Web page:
Even when a decision maker intends to ignore it, information can subconsciously bias them and organisations like the Equality and Human Rights Commission (EHRC) assume that if public online content is accessed, it is used. 

Start with a risk assessment

Dedicated social media search tools filter out protected characteristics and class information, focussing solely on job-relevant information to significantly reduce these risks, while also complying with GDPR regulations.

It is the employer’s responsibility to ensure any background check ordered, including a social media search, is proportionate and relevant to the role the candidate will be undertaking.

The first thing to do is conduct a risk assessment and categorise roles into those that carry risk and those that do not. A flexible screening programme will allow you to build different packages to address various risks allowing you to adopt a good level of granularity that is privacy compliant and should include:  

  1. Full information about the nature of the search being conducted with an electronic acknowledgment/consent to perform the check with an audit trail 
  2. Assurance that all data is stored, retained, transferred, and accessed in accordance with requirements and that adequate technical and security measures are in place
  3. Support for candidates should they wish to exercise their rights to access, rectify or delete data, or to withdraw
  4. Filtered reporting matched to two known identifiers to ensure accuracy and job relevance 

In addition, knowing where to draw the line is important for compliance, relevance and proportionality. If I want to make my social media posts public, I can, but equally I can restrict access and keep what I want private, and that must be respected. Requests for passwords to accounts should never be made – employers should only access public social media posts.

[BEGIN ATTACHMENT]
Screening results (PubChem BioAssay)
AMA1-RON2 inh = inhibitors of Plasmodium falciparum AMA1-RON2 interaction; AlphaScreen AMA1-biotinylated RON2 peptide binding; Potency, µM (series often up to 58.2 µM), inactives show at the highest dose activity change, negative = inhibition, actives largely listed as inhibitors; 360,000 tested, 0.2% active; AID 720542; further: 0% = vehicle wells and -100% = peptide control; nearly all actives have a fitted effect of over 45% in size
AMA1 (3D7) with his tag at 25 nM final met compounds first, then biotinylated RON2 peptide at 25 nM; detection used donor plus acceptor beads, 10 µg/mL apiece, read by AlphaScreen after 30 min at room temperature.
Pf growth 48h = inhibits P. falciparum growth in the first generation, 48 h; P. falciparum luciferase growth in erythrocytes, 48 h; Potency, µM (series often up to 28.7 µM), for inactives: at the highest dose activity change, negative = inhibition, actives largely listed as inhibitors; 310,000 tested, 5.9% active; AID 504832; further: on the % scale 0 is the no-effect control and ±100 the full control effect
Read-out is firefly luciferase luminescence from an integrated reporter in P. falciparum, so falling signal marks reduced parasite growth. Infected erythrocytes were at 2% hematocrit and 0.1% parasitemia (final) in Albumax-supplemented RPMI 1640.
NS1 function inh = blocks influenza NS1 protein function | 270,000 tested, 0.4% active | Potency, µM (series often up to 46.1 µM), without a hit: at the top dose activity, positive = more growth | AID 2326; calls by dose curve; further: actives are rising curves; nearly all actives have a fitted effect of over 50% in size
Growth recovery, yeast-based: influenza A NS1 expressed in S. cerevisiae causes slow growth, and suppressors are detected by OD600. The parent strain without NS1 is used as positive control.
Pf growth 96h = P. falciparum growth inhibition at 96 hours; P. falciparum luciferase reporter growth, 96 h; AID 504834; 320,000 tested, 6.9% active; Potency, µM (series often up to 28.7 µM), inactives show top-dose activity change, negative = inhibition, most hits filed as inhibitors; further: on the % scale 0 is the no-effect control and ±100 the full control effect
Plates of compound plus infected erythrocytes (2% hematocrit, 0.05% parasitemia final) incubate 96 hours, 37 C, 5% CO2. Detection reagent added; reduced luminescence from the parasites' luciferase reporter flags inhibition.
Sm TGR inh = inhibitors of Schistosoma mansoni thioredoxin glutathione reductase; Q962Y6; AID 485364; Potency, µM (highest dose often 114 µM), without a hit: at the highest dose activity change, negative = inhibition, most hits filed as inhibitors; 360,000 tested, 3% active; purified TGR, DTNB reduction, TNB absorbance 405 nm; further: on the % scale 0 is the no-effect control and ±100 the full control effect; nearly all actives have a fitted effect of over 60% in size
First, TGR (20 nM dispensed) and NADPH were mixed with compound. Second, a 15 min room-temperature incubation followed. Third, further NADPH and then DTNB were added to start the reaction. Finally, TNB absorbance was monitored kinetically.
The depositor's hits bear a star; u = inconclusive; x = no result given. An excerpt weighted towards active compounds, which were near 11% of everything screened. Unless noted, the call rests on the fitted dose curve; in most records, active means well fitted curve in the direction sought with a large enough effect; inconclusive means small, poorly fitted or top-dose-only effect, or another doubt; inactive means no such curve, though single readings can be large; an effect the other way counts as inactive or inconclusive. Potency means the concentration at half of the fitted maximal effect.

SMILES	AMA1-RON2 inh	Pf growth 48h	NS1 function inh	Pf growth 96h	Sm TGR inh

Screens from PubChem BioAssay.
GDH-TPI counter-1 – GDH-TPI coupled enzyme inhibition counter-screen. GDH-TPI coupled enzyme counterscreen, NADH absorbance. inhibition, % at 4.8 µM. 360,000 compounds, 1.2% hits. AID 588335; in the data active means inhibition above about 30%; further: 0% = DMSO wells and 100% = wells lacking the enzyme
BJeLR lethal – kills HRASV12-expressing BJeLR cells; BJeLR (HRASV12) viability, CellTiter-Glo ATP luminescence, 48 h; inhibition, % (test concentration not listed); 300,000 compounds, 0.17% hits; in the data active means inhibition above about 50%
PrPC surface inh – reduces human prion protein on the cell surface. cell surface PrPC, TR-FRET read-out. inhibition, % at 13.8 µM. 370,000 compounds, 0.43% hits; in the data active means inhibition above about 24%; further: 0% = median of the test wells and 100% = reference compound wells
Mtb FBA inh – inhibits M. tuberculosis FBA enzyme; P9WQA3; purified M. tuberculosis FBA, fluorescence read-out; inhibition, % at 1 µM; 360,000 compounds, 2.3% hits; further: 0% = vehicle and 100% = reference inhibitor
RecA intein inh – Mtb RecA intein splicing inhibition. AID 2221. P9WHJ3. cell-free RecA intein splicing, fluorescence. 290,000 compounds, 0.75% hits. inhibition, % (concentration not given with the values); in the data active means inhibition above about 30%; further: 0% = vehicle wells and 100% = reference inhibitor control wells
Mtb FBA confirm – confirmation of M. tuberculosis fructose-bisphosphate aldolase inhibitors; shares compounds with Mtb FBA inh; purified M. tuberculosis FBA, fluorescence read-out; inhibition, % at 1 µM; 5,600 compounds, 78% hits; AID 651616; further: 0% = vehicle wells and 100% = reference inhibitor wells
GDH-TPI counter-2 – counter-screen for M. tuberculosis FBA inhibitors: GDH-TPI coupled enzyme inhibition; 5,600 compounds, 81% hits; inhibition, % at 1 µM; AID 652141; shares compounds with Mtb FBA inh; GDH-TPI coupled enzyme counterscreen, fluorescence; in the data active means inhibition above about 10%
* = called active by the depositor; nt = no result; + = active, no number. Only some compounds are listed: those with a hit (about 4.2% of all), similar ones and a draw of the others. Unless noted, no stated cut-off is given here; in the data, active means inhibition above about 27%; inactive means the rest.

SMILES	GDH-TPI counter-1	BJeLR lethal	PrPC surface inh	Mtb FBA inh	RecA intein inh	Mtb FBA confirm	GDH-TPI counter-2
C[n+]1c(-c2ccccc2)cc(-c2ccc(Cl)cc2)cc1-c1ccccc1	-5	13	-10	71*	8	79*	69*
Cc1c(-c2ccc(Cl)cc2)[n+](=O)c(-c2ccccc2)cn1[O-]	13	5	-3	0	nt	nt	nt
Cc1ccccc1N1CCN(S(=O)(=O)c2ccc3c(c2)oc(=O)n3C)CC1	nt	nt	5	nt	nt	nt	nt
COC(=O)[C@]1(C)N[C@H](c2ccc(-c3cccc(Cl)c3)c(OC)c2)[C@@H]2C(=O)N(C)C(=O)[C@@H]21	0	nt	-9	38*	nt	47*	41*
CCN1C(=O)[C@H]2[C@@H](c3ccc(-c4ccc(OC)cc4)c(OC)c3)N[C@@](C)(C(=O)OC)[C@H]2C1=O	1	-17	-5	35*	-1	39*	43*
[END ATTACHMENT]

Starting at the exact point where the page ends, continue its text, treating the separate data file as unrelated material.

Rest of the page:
Searches should be designed to identify risk-creating behaviours such as harassment, violence, intolerance and crime, to highlight content that may introduce a toxic work environment or present brand risk.

Digital and artificial intelligence (AI) solutions 

The best social media search products use AI-based software, which can read text and images like a human, identifying thousands of job-relevant, potentially high-risk behaviours. They should offer a combination of both automated and human analysis where technology is used, to ensure a robust and exhaustive search is conducted with a quick turnaround time. Specialist analysts should then review results to ensure accuracy.

Searches should be designed to identify risk-creating behaviours such as harassment, violence, intolerance and crime, to highlight content that may introduce a toxic work environment or present brand risk. For companies that are sensitive to substance abuse, searches could be tailored to include the above categories plus drug and alcohol content.

Custom keywords can help tailor search criteria further, allowing you to comply with legislation by ensuring that protected characteristics are pre-filtered and do not appear in results and/or using different keywords for different role types/risks. It can even assist in creating an ongoing monitoring programme post-hire that can be deployed to both manage ongoing risk or be part of your wellbeing programme by looking for behaviours that would allow teams to identify when pastoral support is needed.

HireRight is currently seeing an average 10% ‘hit’ rate for customer-defined criteria on public social media searches and most of these hits would not be picked up in an adverse media search. So, when it comes to analysing behaviours that impact corporate culture and reputation, this shows how important the social media check can be to an organisation to verify that candidates who are ‘good on paper’ can be ‘great in person’ too.

Author Profile Picture
Caroline Smith

VP, Deputy General Counsel

Read more from Caroline Smith